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You can find videos of my daily documentation of the oil spill on my YouTube channel. There are also MANY beautiful nature videos. Just visit YouTube and search Simone Lipscomb.

The Underlying Current

The Underlying Current

“The spirit of Walter Anderson thanks you.” This comment, while I was documenting the BP Deepwater Horizon Oil Spill in 2010, meant more than any other. It fueled me to keep going when the fumes, death and poisoning of sea creatures weighed me down with unbearable grief.

Part of mural from The Little Room, by Walter Inglis Anderson

Having a background as a state park naturalist and lover of the natural world, Walter Inglis Anderson’s words, drawings and paintings inspired me to connect deeply with elements of nature–not just animals, land and sea, but spatially through geometries of light and shadow.

Decades since his book, The Horn Island Logs, was published I have written and photographed many wondrous places and creatures in nature but more importantly, I have interacted with mountains, coasts, humpback whales, dolphins, sea lions, waterfalls, trees…I connect with much more than form, on a deep level.

I’m not concerned with only the technical aspects of a good photograph. I want to connect with the essence behind form. When I am in nature…underwater or in a forest….I simply show up and ask to be shown the light behind the physical manifestation. I have no agenda other than to be an observer wherever I find myself…with a camera, notepad or stripped of anything but my heart and mind to receive whatever gift is offered.

A while ago someone sent me information about an application for an exhibit at Walter Anderson Museum of Art. I’m not one to apply for exhibits and competitions, but the intention of the exhibit spoke to me so I applied. The subject was the human connection to water and I knew the exact image I would submit.

A small group of us were on a photography trip to Bimini to photograph  a friendly, resident pod of spotted dolphins. At some point during one of our days with the pod I stopped, as is often the case, to drink in the beauty of color, light and form. My friend Susan was preparing to photograph approaching dolphins. The reflections and light were surreal and I lifted my heavy, underwater housing and fired off one shot. The dolphins were so fast and Susan was swimming fast so there was one chance to capture what I felt as I communed with the sea and Her creatures.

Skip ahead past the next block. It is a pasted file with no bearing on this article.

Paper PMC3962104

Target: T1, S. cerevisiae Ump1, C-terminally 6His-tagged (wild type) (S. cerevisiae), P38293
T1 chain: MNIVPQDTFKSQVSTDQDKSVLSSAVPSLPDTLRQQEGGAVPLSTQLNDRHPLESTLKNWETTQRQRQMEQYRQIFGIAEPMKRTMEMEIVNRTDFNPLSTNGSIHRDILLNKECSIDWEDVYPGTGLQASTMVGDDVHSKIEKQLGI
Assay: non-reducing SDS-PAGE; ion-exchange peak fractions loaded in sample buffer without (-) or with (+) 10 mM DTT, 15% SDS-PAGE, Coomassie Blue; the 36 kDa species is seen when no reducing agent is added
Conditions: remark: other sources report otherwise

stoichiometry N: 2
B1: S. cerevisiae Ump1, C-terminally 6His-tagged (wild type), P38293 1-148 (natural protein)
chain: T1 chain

That shot now hangs in the Water, Water exhibit at Walter Anderson Museum of Art (WAMA).

I was excited for it to be chosen yet it felt almost destined. Even as I applied I fully expected that image to be part of the exhibit…very unlike my usual low expectations. But the real magic for me was when I delivered the print.

Mural painting by Walter Inglis Anderson in Community Center, Ocean Springs, MS

When I dropped off the print,  Bea–one of the museum employees– invited me to look around. I went to the Community Center, attached to the museum, that was filled with a mural painted by Walter Anderson many years ago. It was as if the spirit of Walter swept around me and I begin remembering how deeply his work influenced me over 30 years ago, when I first viewed the room.

Mural painting by Walter Inglis Anderson, Community Center in Ocean Springs, MS

Tears filled my eyes as a part of me seemed to slip back into full embodiment of this life, this present moment where my art somehow interacted with his art and a circle was closed…like everything finally made sense.

Mural painting by Walter Anderson, The Little Room

During the two-night opening of the exhibit I listened as John Anderson, Walter’s son, shared about his relationship with his father and about his dad’s work. I was taken to a greater understanding of myself as I listened and was able to chat with John and share how his dad’s work influenced me.

John said his dad was shunned, a sort of outcast in the Ocean Springs community because he isolated himself and lived on Horn Island. It resonated with me. So deeply am I connected to nature and the energy behind it all that I rarely feel as if I fit in with this consumer-driven world. I could happily spend my days and nights exploring woodlands and shores, climbing trails on mountains…so profoundly does solitude appeal to me. It’s only in the quiet and solitary ways of observance that I feel home in my skin.